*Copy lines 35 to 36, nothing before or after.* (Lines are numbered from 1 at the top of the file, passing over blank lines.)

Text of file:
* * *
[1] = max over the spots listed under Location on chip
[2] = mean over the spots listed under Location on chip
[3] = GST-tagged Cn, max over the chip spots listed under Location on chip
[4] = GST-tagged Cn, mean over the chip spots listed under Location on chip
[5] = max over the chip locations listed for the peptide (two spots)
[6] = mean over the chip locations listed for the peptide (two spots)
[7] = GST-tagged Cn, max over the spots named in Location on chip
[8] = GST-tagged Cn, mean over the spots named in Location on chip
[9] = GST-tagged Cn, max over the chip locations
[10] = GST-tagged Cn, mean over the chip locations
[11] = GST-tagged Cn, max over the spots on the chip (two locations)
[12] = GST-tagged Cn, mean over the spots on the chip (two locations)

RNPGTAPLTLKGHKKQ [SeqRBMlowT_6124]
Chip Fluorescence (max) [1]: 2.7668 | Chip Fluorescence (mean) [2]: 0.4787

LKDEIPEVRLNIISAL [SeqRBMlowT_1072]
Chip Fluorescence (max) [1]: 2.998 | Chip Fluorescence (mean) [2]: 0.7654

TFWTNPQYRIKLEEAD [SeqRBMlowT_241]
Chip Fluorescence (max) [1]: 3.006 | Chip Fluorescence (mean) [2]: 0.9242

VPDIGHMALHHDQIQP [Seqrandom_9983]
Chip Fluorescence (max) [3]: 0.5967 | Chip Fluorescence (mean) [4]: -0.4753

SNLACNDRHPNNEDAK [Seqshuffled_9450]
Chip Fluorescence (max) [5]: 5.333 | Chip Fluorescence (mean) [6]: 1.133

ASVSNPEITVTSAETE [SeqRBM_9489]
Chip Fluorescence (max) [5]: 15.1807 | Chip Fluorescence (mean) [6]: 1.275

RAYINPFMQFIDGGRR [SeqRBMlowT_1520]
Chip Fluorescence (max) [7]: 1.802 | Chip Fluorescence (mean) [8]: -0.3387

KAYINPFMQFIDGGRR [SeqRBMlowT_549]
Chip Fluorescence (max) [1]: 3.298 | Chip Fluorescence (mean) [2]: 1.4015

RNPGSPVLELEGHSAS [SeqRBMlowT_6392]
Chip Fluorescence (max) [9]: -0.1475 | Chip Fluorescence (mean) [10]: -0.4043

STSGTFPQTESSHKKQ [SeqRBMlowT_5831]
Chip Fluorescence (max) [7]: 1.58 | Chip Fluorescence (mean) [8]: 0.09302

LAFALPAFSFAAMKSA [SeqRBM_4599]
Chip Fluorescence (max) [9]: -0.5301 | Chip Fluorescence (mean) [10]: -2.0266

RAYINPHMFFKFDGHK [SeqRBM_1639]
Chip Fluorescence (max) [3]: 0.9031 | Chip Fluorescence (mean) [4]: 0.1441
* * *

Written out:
RAYINPHMFFKFDGHK [SeqRBM_1639]
Chip Fluorescence (max) [3]: 0.9031 | Chip Fluorescence (mean) [4]: 0.1441